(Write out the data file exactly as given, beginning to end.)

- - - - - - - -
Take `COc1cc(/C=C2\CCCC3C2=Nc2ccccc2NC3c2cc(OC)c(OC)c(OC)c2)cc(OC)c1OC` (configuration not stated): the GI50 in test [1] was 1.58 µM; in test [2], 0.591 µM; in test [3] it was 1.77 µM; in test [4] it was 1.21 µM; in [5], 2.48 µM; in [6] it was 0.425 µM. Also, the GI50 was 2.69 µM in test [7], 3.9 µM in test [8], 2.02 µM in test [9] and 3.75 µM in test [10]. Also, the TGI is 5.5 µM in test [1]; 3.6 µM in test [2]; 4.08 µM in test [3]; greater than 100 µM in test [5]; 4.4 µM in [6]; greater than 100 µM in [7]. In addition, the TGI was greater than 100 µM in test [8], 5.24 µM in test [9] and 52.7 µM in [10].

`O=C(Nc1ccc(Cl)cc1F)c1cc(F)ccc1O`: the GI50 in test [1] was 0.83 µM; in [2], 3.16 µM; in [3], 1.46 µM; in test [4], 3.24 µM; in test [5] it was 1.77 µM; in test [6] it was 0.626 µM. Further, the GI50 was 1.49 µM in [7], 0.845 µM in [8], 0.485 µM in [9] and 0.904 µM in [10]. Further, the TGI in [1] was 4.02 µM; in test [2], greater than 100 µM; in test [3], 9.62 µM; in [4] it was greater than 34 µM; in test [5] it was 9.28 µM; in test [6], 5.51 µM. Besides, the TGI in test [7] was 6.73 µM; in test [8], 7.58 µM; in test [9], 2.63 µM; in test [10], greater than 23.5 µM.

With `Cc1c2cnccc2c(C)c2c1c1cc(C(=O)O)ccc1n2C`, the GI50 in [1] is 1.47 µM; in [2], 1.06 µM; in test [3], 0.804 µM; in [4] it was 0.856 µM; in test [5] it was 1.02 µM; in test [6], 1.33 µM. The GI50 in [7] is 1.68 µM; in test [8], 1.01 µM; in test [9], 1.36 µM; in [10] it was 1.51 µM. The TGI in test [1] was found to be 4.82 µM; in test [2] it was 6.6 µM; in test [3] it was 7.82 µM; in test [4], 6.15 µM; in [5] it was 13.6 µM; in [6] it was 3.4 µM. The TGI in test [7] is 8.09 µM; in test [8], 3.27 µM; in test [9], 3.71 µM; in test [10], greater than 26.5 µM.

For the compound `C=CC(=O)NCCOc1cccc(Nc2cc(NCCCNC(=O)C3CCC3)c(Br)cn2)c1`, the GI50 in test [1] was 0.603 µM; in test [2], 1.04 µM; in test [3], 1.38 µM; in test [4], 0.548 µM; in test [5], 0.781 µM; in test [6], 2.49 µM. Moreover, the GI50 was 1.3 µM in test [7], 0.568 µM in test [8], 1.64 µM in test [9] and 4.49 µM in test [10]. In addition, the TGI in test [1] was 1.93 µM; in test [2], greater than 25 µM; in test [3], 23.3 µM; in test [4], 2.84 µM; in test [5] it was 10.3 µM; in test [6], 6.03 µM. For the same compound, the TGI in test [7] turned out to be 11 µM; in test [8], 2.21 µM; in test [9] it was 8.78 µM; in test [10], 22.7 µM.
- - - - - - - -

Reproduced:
Take `COc1cc(/C=C2\CCCC3C2=Nc2ccccc2NC3c2cc(OC)c(OC)c(OC)c2)cc(OC)c1OC` (configuration not stated): the GI50 in test [1] was 1.58 µM; in test [2], 0.591 µM; in test [3] it was 1.77 µM; in test [4] it was 1.21 µM; in [5], 2.48 µM; in [6] it was 0.425 µM. Also, the GI50 was 2.69 µM in test [7], 3.9 µM in test [8], 2.02 µM in test [9] and 3.75 µM in test [10]. Also, the TGI is 5.5 µM in test [1]; 3.6 µM in test [2]; 4.08 µM in test [3]; greater than 100 µM in test [5]; 4.4 µM in [6]; greater than 100 µM in [7]. In addition, the TGI was greater than 100 µM in test [8], 5.24 µM in test [9] and 52.7 µM in [10].

`O=C(Nc1ccc(Cl)cc1F)c1cc(F)ccc1O`: the GI50 in test [1] was 0.83 µM; in [2], 3.16 µM; in [3], 1.46 µM; in test [4], 3.24 µM; in test [5] it was 1.77 µM; in test [6] it was 0.626 µM. Further, the GI50 was 1.49 µM in [7], 0.845 µM in [8], 0.485 µM in [9] and 0.904 µM in [10]. Further, the TGI in [1] was 4.02 µM; in test [2], greater than 100 µM; in test [3], 9.62 µM; in [4] it was greater than 34 µM; in test [5] it was 9.28 µM; in test [6], 5.51 µM. Besides, the TGI in test [7] was 6.73 µM; in test [8], 7.58 µM; in test [9], 2.63 µM; in test [10], greater than 23.5 µM.

With `Cc1c2cnccc2c(C)c2c1c1cc(C(=O)O)ccc1n2C`, the GI50 in [1] is 1.47 µM; in [2], 1.06 µM; in test [3], 0.804 µM; in [4] it was 0.856 µM; in test [5] it was 1.02 µM; in test [6], 1.33 µM. The GI50 in [7] is 1.68 µM; in test [8], 1.01 µM; in test [9], 1.36 µM; in [10] it was 1.51 µM. The TGI in test [1] was found to be 4.82 µM; in test [2] it was 6.6 µM; in test [3] it was 7.82 µM; in test [4], 6.15 µM; in [5] it was 13.6 µM; in [6] it was 3.4 µM. The TGI in test [7] is 8.09 µM; in test [8], 3.27 µM; in test [9], 3.71 µM; in test [10], greater than 26.5 µM.

For the compound `C=CC(=O)NCCOc1cccc(Nc2cc(NCCCNC(=O)C3CCC3)c(Br)cn2)c1`, the GI50 in test [1] was 0.603 µM; in test [2], 1.04 µM; in test [3], 1.38 µM; in test [4], 0.548 µM; in test [5], 0.781 µM; in test [6], 2.49 µM. Moreover, the GI50 was 1.3 µM in test [7], 0.568 µM in test [8], 1.64 µM in test [9] and 4.49 µM in test [10]. In addition, the TGI in test [1] was 1.93 µM; in test [2], greater than 25 µM; in test [3], 23.3 µM; in test [4], 2.84 µM; in test [5] it was 10.3 µM; in test [6], 6.03 µM. For the same compound, the TGI in test [7] turned out to be 11 µM; in test [8], 2.21 µM; in test [9] it was 8.78 µM; in test [10], 22.7 µM.